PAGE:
When the climate warms, glaciers and ice sheets on the land melt and drain into the ocean. At the same time, the ocean warms and expands, so sea levels rise.

Today, eustatic sea levels are rising because Earth’s climate is getting warmer. While this is a global change, sea levels are not the same height everywhere because of local and regional factors including salinity, temperature, currents, gravity, and sinking coastlines (Figs. 1, 4 & 6). This means rising sea levels affect different coastlines in different ways.

How high have global sea levels risen?

Instructions for interactive graphs (Credit: The 2°Institute.)

  • Mouse over anywhere on the graphs to see the changes in global sea levels over the last thousand years.
  • To see time periods of your choice, hold your mouse button down on one section then drag the mouse across a few years, then release it.
  • To see how this compares to the past 800,000 years, click on the ‘time’ icon on the top left.
  • To return the graphs to their original position, double-click the time icon.

Instructions for interactive graphs (Credit: The 2°Institute.)

  • Mouse over anywhere on the graphs to see the changes in sea levels over the last thousand years.
  • To see time periods of your choice, hold your mouse button down on one section then drag the mouse across a few years, then release it.
  • To see how this compares to the past 800,000 years, click on the ‘time’ icon on the top left.
  • To return the graphs to their original position, double-click the time icon.

How much higher will they rise?

The models used by the Intergovernmental Panel on Climate Change predict a sea level rise contribution from Greenland of around 10 centimeters by 2100, with a worst-case scenario of 15 centimeters. But that prediction is at odds with what field scientists are witnessing from the ice sheet itself. According to our findings, Greenland will lose at least 3.3% of its ice, over 100 trillion metric tons. This loss is already committed – ice that must melt and calve icebergs to reestablish Greenland’s balance with prevailing climate.” – Alun Hubbard, Prof. of Glaciology, University of Tromsø, August 2022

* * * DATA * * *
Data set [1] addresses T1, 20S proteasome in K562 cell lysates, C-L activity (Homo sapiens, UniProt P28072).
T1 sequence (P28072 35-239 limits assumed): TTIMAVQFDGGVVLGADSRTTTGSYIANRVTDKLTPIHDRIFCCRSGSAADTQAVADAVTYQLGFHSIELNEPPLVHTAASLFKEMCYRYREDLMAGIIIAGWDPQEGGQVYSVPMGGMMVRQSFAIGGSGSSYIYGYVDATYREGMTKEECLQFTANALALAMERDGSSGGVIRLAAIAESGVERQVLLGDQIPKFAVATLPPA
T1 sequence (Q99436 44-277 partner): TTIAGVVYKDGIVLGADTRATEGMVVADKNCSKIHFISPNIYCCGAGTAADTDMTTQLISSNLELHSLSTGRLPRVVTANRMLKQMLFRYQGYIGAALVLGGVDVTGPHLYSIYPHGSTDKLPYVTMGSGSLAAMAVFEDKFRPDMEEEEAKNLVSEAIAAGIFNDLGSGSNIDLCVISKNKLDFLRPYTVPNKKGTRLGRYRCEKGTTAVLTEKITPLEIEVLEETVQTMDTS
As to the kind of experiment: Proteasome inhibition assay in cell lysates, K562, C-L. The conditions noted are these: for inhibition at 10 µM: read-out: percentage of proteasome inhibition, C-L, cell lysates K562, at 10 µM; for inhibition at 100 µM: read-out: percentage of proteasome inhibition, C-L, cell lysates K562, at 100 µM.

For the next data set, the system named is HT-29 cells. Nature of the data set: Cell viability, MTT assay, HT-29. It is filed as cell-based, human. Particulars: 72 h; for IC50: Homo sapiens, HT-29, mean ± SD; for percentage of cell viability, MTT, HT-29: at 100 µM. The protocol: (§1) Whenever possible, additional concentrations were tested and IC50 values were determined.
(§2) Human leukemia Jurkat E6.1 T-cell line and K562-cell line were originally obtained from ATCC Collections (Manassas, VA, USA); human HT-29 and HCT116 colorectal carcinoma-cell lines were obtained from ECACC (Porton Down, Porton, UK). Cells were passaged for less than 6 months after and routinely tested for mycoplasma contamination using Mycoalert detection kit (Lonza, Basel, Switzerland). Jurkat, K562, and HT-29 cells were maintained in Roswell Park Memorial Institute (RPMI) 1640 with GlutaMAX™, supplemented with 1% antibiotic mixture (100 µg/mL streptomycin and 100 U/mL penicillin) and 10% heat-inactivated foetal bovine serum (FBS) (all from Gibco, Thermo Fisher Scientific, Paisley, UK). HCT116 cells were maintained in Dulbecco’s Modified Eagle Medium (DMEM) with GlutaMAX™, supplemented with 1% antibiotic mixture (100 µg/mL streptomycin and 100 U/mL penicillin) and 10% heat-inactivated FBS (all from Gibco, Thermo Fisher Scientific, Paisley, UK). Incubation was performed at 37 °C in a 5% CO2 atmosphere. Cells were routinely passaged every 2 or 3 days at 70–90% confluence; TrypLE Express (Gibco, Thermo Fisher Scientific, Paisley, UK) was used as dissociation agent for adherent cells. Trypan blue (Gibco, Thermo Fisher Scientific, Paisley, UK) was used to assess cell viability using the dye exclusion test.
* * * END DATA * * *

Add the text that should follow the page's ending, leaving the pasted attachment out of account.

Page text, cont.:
“A sobering thought is that even if we somehow managed to turn global warming off right now, the atmosphere would keep warming for some years to come because of the heat that’s stored in the ocean.” Dr Craig Stevens, NIWA

Sea levels don’t instantly respond to warming, just as the climate doesn’t instantly respond to adding too many greenhouse gases into the atmosphere. Earth is large, and there’s a long lag time, so we know that sea-levels will continue to rise for thousands of years. We are now reaching dangerous tipping points, where ice sheets may collapse, which will dramatically accelerate rising sea levels.

Most estimates used by the Ministry for the Environment are based on the IPCC 2013 Fifth Assessment Report (AR5), which didn’t predict the extraordinary rate of of melting fthat’s been happening these past few years, from the Greenland ice sheet. These outdated estimates are:

  • 20cm – 30cm by 2040
  • 50cm – 1.1m by 2100

Research and observations of melting ice sheets in Greenland and Antarctica since the 2013 IPCC Report, including the 2019 IPCC Report on the State of the Cryosphere, make it clear that if we don’t cut net carbon emissions we could see more than a 2-metre rise this century.

We know sea-levels can rise this quickly because 13-14,000 years ago, they rose as much as 2 metres in 50 years following a Meltwater Pulse Event. Today, Earth is warming far faster (see ‘How hot could it get?‘).

“Around 13,000 year ago, for several centuries, sea level was rising about 4 metres per century.” – Professor Eric Rignot University of California and Senior Research Scientist for NASA’s Jet Propulsion Laboratory (Video 2: 19.22 – 20.20).

Video 2: Professor Eric Rignot presentation at the National Academies of Sciences and Engineering.

“The last time the world was 4°C warmer, the Ross Ice Shelf was gone, the West Antarctic Ice Sheet was gone. Sea level was about 20 metres higher than it is today.” – Professor Tim Naish, Victoria University of Wellington

Every coastline responds differently

Around New Zealand, coasts have built up over millennia by rivers that carried sand and gravel (alluvium) to the coast, ash and lava from volcanoes, peat and mud in wetlands and lagoons building up over time, and earthquakes that have lifted the land or ancient seabeds and coral reefs, or caused the land to drop.

In the future, as temperatures rise, storms will become stronger and waves are likely to become larger, so ‘soft shore’ coastlinessand, gravel and rocks, mud, ash etcwill erode faster than hard rocky coastlines. In places where these ‘soft’ coasts are cliffs, such as South Taranaki and South Canterbury, rising sea levels means the waves will reach higher and further inland, undercutting the soft cliffs and causing them to collapse. Some of this eroded material may be carried along the shore by currents and washed up on nearby beaches, but the land above the cliffs will be lost (see Canterbury case studies).